Laura: Does it work? Is it a good piece in spite of her distance, her detachment? I’m inclined to say yes.

Nyala: Me too. And if we’re wondering what her stake in this is, to me, it absolutely feels like she’s writing this for her younger self. She’s thinking of the ways in which she and teenage girl fans like her have been and continue to be excluded.

Laura: True, she doesn’t have to be super passionate about this particular genre of music because it’s so obvious she cares about its female fans. That’s important.

Nyala: Emo is so weird too because it lacks a lot of the traditional machismo of other genres and that’s what makes its misogyny so insidious. It’s essentially “nice guy rock”, which of course still totally functions as a boys’ club. I think Hopper recognizes this and her care for the fans comes from the same place that her writing does: from a female fan place.

Laura: “Nice guy rock” is never about “nice guys” - that is the oldest trick in the book. Emo is about romantic hopes and subsequent letdowns…

Nyala: …and I see this piece contrasting and relating to the grunge pieces about her younger self, and how complicated the whole thing can get. “You’re Reliving All Over Me: Dinosaur Jr. reunites” frames teenage music fandom through its romantic rites, or more accurately, uses romance as a foil to the type of (usually male) camaraderie that comes from bonding over a love of the same bands.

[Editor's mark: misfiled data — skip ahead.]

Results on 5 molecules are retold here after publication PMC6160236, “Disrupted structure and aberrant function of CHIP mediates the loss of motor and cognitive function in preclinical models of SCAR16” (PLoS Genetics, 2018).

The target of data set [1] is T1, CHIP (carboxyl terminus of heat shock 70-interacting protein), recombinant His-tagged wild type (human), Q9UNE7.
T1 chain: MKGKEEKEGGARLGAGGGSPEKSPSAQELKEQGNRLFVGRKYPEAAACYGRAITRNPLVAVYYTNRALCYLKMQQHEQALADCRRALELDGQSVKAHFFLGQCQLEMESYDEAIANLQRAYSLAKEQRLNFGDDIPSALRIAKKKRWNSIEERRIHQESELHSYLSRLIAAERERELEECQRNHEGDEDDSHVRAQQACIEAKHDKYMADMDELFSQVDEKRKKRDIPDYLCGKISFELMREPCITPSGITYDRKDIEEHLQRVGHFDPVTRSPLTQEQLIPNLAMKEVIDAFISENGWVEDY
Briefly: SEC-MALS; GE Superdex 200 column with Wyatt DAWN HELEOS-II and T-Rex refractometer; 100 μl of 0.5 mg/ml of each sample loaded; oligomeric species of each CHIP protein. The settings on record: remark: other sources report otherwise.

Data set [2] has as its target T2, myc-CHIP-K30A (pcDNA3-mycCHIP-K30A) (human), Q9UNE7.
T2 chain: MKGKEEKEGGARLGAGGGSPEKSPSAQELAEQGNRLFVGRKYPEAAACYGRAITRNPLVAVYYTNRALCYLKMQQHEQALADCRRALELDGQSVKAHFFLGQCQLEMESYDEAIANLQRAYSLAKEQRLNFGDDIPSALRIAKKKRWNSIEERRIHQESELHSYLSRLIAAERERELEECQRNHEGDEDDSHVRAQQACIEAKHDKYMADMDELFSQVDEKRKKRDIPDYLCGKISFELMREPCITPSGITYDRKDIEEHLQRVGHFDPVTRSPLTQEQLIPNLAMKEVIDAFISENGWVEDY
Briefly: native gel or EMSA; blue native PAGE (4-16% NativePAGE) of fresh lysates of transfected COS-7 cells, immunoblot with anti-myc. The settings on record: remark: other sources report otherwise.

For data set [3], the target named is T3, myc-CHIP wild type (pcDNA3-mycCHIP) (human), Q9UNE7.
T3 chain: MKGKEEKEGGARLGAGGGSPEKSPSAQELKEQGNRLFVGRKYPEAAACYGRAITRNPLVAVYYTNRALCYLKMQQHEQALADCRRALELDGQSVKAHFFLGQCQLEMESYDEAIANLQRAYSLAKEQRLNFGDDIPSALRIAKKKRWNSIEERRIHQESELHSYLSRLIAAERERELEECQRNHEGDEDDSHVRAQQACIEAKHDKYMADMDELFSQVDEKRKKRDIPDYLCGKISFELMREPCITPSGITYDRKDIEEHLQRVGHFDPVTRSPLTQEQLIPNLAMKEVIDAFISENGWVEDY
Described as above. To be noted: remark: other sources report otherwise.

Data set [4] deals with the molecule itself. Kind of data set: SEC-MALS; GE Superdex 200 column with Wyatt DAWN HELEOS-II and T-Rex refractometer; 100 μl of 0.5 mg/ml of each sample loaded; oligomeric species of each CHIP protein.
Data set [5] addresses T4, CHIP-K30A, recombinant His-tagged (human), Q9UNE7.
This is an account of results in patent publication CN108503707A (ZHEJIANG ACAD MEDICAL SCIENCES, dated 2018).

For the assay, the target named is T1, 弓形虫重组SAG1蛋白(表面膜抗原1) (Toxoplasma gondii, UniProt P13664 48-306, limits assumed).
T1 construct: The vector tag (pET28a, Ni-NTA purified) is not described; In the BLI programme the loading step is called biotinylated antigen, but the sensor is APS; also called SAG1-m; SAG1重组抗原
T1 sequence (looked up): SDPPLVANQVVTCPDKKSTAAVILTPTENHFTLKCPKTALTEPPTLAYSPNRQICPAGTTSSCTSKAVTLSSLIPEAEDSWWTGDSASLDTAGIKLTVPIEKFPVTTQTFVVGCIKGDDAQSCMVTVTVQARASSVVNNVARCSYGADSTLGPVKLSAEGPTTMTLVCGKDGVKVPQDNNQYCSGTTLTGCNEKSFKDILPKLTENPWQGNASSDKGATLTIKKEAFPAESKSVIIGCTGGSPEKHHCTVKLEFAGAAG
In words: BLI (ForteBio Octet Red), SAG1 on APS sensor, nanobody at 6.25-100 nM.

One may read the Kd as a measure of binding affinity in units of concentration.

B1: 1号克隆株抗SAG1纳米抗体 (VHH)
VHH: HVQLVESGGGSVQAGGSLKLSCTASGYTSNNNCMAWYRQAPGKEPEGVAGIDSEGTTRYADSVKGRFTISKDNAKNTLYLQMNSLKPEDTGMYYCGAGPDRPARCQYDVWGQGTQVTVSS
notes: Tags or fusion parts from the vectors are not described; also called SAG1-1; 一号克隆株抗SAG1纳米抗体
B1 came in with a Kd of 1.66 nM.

Louder Than Love: My Teen Grunge Poserdom” also explores that type of fan camaraderie through Hopper’s attempt to leverage her music knowledge to join the elite “boys’ club” of music fans at her junior high school. Those pieces really show how clear it is that you can only have one or the other – you can try to get the guy or you can try to be part of the club, and you will probably fail on both counts because everything is terrible for women in music fandom.

Laura: It is for straight teenage girl rock fans, certainly. And while becoming a music fan is usually an individual, solitary activity, teenagers in particular become music fans publicly as well - it’s all about the signs, signifiers and social rites of the boys’ club. Like, band t-shirts as signifiers - as entry points into a scene - for example.

Nyala: Oh yeah. When dudes wear band t-shirts, the shirts are cultural capital that signals automatic, implicit knowledge. When girls wear band t-shirts it’s almost like an invitation to question them on their taste or knowledge to find out what they don’t know. The t-shirt is like a dude sign signifying the type of dude turf where girls should fear to tread.

Laura: I feel like so many girls try to invade that boy-space as teenagers, to be part of that club, and it never works. Even when differences come down to matters of opinion or feeling, which are as arbitrary as each individual, these are conflated with fact and can become deal breakers for girls trying to access that space. It’s brutal, and not restricted to music.